The remarkable true story of Ellen and William Craft, who escaped slavery through daring, determination, and disguise, with Ellen passing as a wealthy, disabled White man and William posing as “his” slave.
In 1848, a year of international democratic revolt, a young, enslaved couple, Ellen and William Craft, achieved one of the boldest feats of self-emancipation in American history. Posing as master and slave, while sustained by their love as husband and wife, they made their escape together across more than 1,000 miles, riding out in the open on steamboats, carriages, and trains that took them from bondage in Georgia to the free states of the North.
Along the way, they dodged slave traders, military officers, and even friends of their enslavers, who might have revealed their true identities. The tale of their adventure soon made them celebrities, and generated headlines around the country. Americans could not get enough of this charismatic young couple, who traveled another 1,000 miles criss-crossing New England, drawing thunderous applause as they spoke alongside some of the greatest abolitionist luminaries of the day—among them Frederick Douglass and William Wells Brown.
But even then, they were not out of danger. With the passage of an infamous new Fugitive Slave Act in 1850, all Americans became accountable for returning refugees like the Crafts to slavery. Then yet another adventure began, as slave hunters came up from Georgia, forcing the Crafts to flee once again—this time from the United States, their lives and thousands more on the line and the stakes never higher.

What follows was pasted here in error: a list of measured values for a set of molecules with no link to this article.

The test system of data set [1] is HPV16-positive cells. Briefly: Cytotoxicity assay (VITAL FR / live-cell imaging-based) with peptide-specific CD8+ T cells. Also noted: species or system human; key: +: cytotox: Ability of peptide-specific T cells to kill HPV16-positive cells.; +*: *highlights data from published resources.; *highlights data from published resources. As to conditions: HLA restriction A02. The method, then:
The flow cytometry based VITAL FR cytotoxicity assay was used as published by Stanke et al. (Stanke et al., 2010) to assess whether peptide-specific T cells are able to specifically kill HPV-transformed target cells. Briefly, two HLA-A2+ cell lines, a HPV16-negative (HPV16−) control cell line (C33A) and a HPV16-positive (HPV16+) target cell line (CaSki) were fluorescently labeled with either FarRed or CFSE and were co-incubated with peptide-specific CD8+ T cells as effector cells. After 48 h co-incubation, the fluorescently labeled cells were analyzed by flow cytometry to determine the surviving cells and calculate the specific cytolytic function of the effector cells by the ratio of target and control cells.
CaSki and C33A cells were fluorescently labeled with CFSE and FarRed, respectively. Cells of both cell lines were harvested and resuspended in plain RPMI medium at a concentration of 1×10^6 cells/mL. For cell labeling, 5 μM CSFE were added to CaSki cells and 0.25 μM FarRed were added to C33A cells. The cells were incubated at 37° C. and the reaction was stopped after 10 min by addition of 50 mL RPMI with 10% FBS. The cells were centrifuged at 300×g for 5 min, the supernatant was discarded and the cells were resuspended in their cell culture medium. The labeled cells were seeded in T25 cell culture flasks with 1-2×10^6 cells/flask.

With three epic journeys compressed into one monumental bid for freedom, Master Slave Husband Wife is an American love story—one that would challenge the nation’s core precepts of life, liberty, and justice for all—one that challenges us even now.
About the Author
Ilyon Woo is the author of The Great Divorce: A Nineteenth-Century Mother’s Extraordinary Fight Against Her Husband, the Shakers, and Her Times and the recipient of a Whiting Creative Nonfiction Writing Grant. Her articles have appeared in venues such as TheBoston Globe and The Wall Street Journal, and she has received support for her research from the National Endowment for the Humanities, among other organizations. She holds a BA in the Humanities from Yale College and a PhD in English from Columbia University.
“Master Slave Husband Wife is a suspenseful, sensitively rendered account of [Ellen and William Craft’s] four-day journey to the North. . . . Woo tells the story [with] a cinematic eye. She excels at setting scenes, conjuring the sensations experienced by the Crafts at each harrowing point. . . . The vivid details help Woo to convey the Crafts’ attention to every element of their plot." — W. Caleb McDaniel
"In this superbly researched and masterfully written book, Woo gives William and Ellen Craft’s story the detailed attention it so richly deserves."
— Library Journal (starred review)
“A gripping adventure. . . . suspenseful and wonderfully told. A captivating tale that ably captures the determination and courage of a remarkable couple.” — Kirkus Reviews (starred review)